The Korean tech giant said Saturday it will start the service in China in March and other countries such as Australia, Brazil, Singapore, Spain, the U.K. and Canada in phases later this year.
Detailed plans for its future launches and partnerships with local banks and card issuers are expected to be revealed during the Mobile World Congress in Barcelona this week.
Samsung Pay boasts better compatibility than other services as it uses both near field communication technology and magnetic transmission. The former requires a special NFC terminal while the latter can work with existing card readers.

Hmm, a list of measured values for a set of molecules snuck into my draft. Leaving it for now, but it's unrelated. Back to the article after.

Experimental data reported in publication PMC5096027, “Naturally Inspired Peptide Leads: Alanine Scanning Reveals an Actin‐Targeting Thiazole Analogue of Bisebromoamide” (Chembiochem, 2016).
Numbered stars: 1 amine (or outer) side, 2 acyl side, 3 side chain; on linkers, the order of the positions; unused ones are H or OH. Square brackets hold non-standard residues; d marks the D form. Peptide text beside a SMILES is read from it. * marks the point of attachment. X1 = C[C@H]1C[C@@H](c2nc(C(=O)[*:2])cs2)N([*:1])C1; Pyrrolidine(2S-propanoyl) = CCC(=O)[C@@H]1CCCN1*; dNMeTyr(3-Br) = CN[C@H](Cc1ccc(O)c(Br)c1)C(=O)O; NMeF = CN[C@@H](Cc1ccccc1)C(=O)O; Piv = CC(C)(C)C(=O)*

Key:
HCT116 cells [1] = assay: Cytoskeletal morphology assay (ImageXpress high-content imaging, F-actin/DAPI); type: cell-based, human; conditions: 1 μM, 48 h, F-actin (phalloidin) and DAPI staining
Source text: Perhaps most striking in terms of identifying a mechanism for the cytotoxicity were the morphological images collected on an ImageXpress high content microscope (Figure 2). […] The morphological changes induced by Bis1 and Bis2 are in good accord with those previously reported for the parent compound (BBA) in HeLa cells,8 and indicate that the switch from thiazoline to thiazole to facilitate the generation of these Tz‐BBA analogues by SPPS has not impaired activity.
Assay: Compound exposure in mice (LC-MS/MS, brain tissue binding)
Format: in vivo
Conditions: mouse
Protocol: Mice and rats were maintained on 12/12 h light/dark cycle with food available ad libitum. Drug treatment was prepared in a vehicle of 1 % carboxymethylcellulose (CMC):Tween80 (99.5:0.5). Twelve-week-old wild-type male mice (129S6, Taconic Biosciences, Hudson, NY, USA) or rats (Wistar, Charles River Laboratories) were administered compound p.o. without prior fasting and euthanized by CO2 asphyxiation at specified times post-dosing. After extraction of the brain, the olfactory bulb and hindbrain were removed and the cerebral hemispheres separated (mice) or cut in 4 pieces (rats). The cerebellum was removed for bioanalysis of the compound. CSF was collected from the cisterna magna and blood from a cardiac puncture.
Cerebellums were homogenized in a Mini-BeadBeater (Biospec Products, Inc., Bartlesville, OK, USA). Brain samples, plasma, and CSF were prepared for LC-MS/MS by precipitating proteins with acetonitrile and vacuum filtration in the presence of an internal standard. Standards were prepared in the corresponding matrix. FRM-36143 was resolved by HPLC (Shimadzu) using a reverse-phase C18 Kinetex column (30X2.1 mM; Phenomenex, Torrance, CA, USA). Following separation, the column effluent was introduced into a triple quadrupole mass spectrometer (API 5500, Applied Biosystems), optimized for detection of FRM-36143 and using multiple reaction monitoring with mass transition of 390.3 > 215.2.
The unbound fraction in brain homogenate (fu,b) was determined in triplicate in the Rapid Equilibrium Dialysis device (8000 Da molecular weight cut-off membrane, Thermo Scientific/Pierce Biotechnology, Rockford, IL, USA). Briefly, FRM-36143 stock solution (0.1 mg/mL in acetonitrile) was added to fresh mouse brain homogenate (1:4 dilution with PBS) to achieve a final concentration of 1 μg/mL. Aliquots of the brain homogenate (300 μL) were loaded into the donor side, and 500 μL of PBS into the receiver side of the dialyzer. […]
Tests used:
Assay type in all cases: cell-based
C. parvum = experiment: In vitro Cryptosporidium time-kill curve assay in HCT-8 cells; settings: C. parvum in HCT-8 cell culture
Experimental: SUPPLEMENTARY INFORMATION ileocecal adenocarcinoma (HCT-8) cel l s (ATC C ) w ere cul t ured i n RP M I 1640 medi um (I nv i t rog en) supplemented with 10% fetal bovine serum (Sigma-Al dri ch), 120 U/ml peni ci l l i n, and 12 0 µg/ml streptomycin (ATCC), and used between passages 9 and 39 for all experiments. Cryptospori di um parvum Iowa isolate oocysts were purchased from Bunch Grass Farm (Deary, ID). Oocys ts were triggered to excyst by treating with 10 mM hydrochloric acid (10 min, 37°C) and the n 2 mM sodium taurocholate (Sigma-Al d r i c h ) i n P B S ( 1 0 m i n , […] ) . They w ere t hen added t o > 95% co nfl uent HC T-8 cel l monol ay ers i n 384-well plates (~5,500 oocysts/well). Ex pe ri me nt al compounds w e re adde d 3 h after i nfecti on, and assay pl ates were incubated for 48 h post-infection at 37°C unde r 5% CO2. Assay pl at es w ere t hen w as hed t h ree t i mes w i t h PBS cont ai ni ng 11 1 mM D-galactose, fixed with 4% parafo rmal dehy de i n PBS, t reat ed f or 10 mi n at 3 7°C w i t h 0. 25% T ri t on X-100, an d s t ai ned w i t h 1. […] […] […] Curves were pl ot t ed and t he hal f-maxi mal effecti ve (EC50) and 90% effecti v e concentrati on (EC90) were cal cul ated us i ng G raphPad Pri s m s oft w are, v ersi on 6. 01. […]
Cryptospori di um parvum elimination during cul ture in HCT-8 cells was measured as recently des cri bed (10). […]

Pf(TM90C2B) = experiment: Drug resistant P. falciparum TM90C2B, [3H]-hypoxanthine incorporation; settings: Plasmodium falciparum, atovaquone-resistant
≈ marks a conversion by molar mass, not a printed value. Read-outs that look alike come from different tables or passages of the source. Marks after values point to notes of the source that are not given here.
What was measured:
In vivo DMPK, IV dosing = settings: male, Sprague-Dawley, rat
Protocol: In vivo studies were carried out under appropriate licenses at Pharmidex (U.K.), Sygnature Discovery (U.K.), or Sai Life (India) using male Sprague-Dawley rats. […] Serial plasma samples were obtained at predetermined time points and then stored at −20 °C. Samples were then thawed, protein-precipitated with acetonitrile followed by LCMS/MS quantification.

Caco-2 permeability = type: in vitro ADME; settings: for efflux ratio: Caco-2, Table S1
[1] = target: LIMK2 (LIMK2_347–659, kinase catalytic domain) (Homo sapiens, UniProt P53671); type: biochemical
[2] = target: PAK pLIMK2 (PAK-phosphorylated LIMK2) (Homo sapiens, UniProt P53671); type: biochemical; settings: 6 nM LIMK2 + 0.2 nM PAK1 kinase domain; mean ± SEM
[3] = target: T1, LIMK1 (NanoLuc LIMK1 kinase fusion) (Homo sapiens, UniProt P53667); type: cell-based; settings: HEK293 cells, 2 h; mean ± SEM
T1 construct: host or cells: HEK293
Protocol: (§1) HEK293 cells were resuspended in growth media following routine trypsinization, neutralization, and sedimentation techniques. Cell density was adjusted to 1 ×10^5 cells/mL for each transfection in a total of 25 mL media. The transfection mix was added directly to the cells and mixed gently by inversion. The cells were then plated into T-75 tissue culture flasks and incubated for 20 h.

The company aims to secure an edge over its key competitor Apple Pay, a service which is based on NFC.
The two rival firms are pinning high hopes on the fast-growing mobile pay market in China.
Samsung believes its service will help the company build customer loyalty for sales of its future devices.
While Apple takes a 0.15 percent cut from card companies, Samsung offers the service for free to rapidly attract as many mobile users as possible.
“The pay service is directly linked to our customer loyalty and device sales,” said a Samsung executive. “We will extend the service to other low-end phones.”
Early this year, Samsung announced it would make its Gear S2 smartwatch and Samsung Pay compatible with iPhones.
By Lee Ji-yoon (firstname.lastname@example.org)